It doesn’t take a detective to figure out what has made Neil Sherlock so important to the Harvard football team, but it might take one to figure out where he’s playing on the field.
A modern day renaissance man, the senior from Park Ridge, Ill. has done it all. Recruited as a running back, he moved to defense at the end of his freshman year, switched to running back his junior year and is now alternating between offensive and defensive positions on special teams.
Now, entering the final ‘Game’ of his career, he’ll get the bulk of his reps at wide receiver and kick returner, though that could change at any minute.
“It depends on when you ask me,” Sherlock says of his position on the field. “I’m all over the place. I easily adapt to situations, so I guess if they need someone to play something random, I’m the guy to do it.”
Because he has played on both sides of the ball, Sherlock has a comprehensive understanding of offensive and defensive strategy, easily able to read and prepare for the opponents at every position.
“We keep saying we’re double majoring at Harvard—football and economics,” Sherlock says. “Seriously, we know so much more about football coming here playing four years on both sides of the ball. I have a hard time watching football with people who don’t know what they’re talking about now.”
Sherlock’s dedication to the game as well as his energy and intensity on the field has made him a standout player for Harvard.
“Pound for pound, he’s maybe the toughest kid on our team,” Harvard coach Tim Murphy says. “He may be the best special teams player in the Ivy League. We know he runs back kicks and does a real good job with that, but he’s an impact player on every special team.”
According to Murphy, Sherlock’s impact extends far past the confines of his four years in Crimson.
“Arguably, [he’s] the best special teams player we’ve had here in my 13 years,” he says.
Sherlock’s football career has been a long time in the making. Picking up the game in second grade, he played Pop Warner football with his older brother, who later played fullback for the Iowa Hawkeyes. Once he reached high school, Sherlock switched from trading blocks with his brother to trading them with some of Maine’s top football prospects at Maine Township South High School, where he played no fewer than four positions.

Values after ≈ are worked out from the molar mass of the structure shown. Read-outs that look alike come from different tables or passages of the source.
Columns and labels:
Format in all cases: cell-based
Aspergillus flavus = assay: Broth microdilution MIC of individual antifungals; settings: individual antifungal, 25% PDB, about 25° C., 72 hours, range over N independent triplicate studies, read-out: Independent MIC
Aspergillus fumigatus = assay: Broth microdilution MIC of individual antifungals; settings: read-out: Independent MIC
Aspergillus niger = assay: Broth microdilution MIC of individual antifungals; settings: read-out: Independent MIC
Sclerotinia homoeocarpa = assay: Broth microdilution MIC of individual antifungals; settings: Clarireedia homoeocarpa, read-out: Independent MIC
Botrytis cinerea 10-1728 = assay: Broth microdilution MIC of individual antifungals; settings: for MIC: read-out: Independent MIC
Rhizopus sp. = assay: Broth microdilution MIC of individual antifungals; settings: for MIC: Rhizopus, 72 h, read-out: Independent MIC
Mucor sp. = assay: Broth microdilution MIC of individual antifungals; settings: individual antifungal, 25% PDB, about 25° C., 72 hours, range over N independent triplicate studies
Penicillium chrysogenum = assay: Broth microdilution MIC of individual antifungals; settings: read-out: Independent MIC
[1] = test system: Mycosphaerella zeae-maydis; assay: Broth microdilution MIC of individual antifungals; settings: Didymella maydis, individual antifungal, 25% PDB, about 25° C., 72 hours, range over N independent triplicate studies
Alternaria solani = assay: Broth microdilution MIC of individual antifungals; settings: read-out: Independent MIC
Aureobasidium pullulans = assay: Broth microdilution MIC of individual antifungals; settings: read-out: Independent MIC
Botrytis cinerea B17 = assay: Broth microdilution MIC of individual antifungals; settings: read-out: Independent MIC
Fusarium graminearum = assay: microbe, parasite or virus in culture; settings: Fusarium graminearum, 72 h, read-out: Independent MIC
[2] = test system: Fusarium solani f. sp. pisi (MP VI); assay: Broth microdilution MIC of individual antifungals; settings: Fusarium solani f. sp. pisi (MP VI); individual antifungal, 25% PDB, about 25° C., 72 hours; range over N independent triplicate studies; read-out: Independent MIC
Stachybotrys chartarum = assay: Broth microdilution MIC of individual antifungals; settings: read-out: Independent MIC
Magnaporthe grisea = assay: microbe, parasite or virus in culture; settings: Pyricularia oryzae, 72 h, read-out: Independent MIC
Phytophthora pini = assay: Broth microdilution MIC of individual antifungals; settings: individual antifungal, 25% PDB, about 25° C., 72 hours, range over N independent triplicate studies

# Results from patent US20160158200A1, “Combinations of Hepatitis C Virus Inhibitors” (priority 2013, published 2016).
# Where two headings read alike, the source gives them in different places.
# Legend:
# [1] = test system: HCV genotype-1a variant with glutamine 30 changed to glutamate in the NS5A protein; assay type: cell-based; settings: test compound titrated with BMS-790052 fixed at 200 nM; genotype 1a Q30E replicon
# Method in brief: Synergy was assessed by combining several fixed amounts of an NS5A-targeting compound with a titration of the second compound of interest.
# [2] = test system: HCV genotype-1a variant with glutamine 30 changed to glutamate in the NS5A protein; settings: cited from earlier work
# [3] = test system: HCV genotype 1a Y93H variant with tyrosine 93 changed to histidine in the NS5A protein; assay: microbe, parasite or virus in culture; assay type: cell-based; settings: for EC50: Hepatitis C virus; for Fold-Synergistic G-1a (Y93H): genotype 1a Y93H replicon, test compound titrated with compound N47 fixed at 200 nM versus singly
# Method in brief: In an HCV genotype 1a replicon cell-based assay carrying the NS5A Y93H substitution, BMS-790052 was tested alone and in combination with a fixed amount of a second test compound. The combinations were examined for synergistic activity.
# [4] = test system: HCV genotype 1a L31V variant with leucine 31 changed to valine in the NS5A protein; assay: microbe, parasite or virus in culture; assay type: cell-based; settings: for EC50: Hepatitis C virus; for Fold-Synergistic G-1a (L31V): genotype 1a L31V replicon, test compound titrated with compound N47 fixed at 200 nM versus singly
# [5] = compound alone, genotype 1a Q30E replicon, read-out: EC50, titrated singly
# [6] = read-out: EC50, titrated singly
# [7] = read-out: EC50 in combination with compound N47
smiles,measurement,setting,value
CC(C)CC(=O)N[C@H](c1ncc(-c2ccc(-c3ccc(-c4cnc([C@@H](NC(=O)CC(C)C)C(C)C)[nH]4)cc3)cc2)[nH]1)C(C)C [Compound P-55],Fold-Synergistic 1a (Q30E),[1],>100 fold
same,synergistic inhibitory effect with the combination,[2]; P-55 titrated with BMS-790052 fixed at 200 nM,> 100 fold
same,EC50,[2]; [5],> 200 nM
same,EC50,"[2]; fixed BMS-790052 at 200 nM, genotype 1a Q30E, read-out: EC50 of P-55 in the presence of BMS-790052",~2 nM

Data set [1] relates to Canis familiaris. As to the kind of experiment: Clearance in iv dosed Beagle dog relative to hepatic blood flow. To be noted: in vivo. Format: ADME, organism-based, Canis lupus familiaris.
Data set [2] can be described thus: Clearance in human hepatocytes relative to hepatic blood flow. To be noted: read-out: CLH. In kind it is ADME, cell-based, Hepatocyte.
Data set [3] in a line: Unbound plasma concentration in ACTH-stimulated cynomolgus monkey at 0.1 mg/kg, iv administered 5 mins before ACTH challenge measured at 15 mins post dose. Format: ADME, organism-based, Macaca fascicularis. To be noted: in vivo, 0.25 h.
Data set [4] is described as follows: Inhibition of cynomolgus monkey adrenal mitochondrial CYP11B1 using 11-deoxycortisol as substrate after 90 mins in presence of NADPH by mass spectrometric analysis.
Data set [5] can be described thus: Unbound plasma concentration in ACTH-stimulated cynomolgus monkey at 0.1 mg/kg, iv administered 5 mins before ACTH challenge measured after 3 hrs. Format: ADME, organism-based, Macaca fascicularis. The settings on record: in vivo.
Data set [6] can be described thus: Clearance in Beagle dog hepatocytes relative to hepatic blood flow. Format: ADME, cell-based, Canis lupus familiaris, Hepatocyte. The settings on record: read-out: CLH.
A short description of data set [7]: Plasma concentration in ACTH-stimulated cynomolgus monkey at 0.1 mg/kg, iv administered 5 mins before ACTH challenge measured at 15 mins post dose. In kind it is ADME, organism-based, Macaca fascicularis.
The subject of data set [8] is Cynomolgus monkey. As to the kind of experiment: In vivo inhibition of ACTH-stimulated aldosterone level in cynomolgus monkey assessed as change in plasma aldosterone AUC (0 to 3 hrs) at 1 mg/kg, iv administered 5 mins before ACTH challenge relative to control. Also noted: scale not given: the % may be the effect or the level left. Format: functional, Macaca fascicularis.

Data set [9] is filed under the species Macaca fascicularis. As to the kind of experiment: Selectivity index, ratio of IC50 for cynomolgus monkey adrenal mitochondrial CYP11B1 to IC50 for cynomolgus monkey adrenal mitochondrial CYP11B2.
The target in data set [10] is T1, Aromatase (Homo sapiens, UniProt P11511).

“My QB rating in high school must’ve been off the charts because every time I threw, it was like a 60-yard touchdown or something,” Sherlock says. “They never expect the half-back pass or the double-pass, especially in high school.”
As a result of his high school fame, the Crimson recruited Sherlock as a running back, but competition for the positions he played as well as numerous position changes severely reduced his time on the field.
“It’s probably been really unfair to the kid,” Murphy says. “He’s been moved around so many times. But each time we moved him, we thought we were doing it with an opportunity to get him on the field. He hasn’t played that much, obviously, on offense or defense…but we consider special teams first team every bit as legitimate as a defensive first teamer or an offensive first teamer.”
Although depth at many positions hasn’t allowed Sherlock to see as much playing time, his contribution to the Crimson does not go unnoticed by his teammates.
“He really has been a jack of all trades,” senior tailback Clifton Dawson says. “I can’t think of another player on special teams who does more for that unit. The way he covers kicks, he returns kicks, he does a fantastic job. I don’t think we would have had as much success as a team without him.”
Even injury can’t stop Sherlock, as he nonchalantly lists the concussions and muscle tears he’s suffered in his athletic career.
Learning to bounce back early, he vividly remembers an eighth-grade torpedo-tackle that dislocated his shoulder, which he quickly popped in before continuing playing game.
“My dad was right there on the sidelines, and he said I jumped right up immediately, looked down, and all the color just drained out of my face,” Sherlock says. “And then I kind of jumped up and popped it in myself.”
Those early injuries prepared him for some tougher ones in college, as Sherlock suffered a large gash on his head in the 2005 season opener at Holy Cross. As he was blindsided on a kickoff return, Sherlock made head to head contact with a Crusader, which knocked off his helmet and gave him a head injury. Yet fittingly, he was back on the field for the second half.
“I always joke around about that saying, yeah, my head exploded and everything,” Sherlock laughs.
Donning eye black and sock spats for the games, Sherlock’s lighthearted attitude makes it easy for his teammates to get pumped up before taking the field.
“I change it up every week,” Sherlock says of his eye black styles. “Sometimes I’ll do it over my nose, sometimes I’ll do the ultimate warrior style, but I’ve got the original. It’s spreading, too. The guys are really getting into it.”
His football career is likely to end after The Game, as he plans to explore various business ventures instead of athletics. But it’s no mystery that football will remain a large part of his life, even if it is only to cheer on his beloved Chicago Bears.